It’s not new
Is it time to stop talking about the ‘new normal’ and start focussing on progress?
A term that has been widely adopted throughout the COVID-19 pandemic is the ‘new normal’. The ‘new normal’ has been used to describe a number of phenomena that have come to characterise our lives throughout this crisis, whether it be the inclusion of social distancing measures and personal protective equipment or the adaptation of new methods of working from home. While the protocols adopted to stymie the spread of the disease are undeniably new to our everyday lives, many of the technologies and working practices that have been adopted were already in widespread use, especially among the younger generations. Rather than seeing these newly adopted practices as temporary measures to be retracted once the world returns to ‘normal’, this time should be used to lay the foundations for a new professional paradigm.
“The industry is already looking beyond COVID-19 - deals are being done and enquiries are being made,” explains Adam Ramlugon, partner at Hannaford Turner. “Having dealt with the initial shock of lockdown, clients are looking beyond the pandemic and towards the future with optimism.”
“This unprecedented period of lockdown has required those in the legal profession, as well as individuals within all manner of sectors, to find new ways of completing tasks that were previously taken for granted. As an example, we have had to find new ways to witness documents when visiting a notary or inviting clients to our office has not been possible. Equally, we have had to find new ways of dealing with the various shipping registries. For many, these new systems are just a temporary amendment before the inevitable return to the status quo. But just because a particular document or procedure has always been dealt with in a particular way, does that mean it should continue to be so? If there was any benefit to be drawn from this situation, it is that we all have the opportunity to pause, reflect and evaluate the various ways in which we operate, both personally and professionally.”
In recent years, the environmental agenda has quite rightly become one of most pressing global issues and the superyacht industry, like most other industries, has began to question a variety of its practices. The saturated boat show market, for example, is being increasingly scrutinised for how sustainable its global copy and paste method really is. How viable is it for the same superyachts and exhibitors to travel the world engaging in what is for all intents and purposes the same show in a different location? Equally, how viable is it then for a client or their team to take a private jet in order to witness a document or attend a closing meeting when alternatives are now available? If the next generation of superyacht owners is truly concerned with the environment, then legal professionals and others should not be in such a rush to return to ‘normal’ without first considering what elements of that “normality” might be left in the past and what others might be changed for the better.
For a number of years now, the superyacht industry has been waxing lyrical about attracting the next generation of clients and professional talent. Now is a good time to put this into action by questioning whether hitherto unshakable market norms might be better left in the past and the industry changed for the better.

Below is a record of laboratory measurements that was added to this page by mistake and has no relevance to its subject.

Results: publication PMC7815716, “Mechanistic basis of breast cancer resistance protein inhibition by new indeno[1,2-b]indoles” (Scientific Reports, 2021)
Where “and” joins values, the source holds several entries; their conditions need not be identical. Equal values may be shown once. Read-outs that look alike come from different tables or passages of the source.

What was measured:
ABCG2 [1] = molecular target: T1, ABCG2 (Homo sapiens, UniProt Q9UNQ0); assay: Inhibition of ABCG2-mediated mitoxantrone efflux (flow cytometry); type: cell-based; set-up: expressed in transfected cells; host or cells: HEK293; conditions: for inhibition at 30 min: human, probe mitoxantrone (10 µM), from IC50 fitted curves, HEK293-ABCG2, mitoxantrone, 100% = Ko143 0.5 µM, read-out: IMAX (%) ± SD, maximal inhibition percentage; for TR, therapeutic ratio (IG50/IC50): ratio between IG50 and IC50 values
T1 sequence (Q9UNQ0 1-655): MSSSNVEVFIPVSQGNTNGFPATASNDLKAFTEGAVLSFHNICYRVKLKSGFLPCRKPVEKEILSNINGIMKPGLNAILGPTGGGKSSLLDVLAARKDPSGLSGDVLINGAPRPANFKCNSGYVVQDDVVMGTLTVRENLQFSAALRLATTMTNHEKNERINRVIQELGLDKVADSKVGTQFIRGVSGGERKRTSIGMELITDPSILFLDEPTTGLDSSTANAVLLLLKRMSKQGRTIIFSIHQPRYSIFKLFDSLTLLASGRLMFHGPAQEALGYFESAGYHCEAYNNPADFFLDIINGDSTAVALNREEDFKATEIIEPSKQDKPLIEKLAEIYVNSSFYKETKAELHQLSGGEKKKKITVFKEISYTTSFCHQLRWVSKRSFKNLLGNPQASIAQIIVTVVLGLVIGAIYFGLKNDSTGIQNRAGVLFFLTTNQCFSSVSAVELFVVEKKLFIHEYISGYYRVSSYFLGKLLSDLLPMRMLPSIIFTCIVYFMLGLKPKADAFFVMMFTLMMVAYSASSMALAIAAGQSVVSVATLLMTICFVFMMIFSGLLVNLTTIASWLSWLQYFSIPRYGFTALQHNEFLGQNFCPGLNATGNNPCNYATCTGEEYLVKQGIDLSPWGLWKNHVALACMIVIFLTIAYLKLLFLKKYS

For a number of years now, the superyacht industry has been waxing lyrical about attracting the next generation of clients and professional talent. However, the market’s swift adoption of the term ‘new normal’ clearly signals how out of touch much of the industry is with the next generation. Those who have lauded the use of technological solutions and expressed surprise at the effectiveness of working from home have been living in the dark ages. The younger generations have long since expressed value in technology and professional autonomy, while the old guard viewed such solutions as inferior and with distrust.
“We are all used to the superyacht industry being how it has always been. What this period has proven globally is that one shouldn’t be too wedded to any particular custom,” continues Ramlugon. “The sale and purchase and construction work Hannaford Turner has handled during lockdown has all been carried out solely via phone and video conferencing platforms from home. Everything has gone just as well you might have expected it to if we had attended the office and travelled abroad for closing meetings in the usual way. When you think about it, there is no reason for this not to have been the case but pre-COVID-19 this way of working simply was not seriously contemplated. I am sure that some elements of it are here to stay. I personally look at all this as an opportunity for my Firm to adapt and develop in the interests of our clients both in terms of how we work and how we serve them.”
Social distancing and personal protective equipment protocols aside, much of the ‘new normal’ isn’t new at all; in fact, much of it was inevitable. Indeed, coronavirus was merely the spark that hastened the widespread adoption of the working environment that we now find ourselves in. Rather than speaking of the ‘new normal’, the market would do well to switch its focus and start considering ‘progress’. Instead of looking backwards and hoping for a return to normality, we should be looking forward and deciding which elements of this enforced adaptation are worth keeping and developing.
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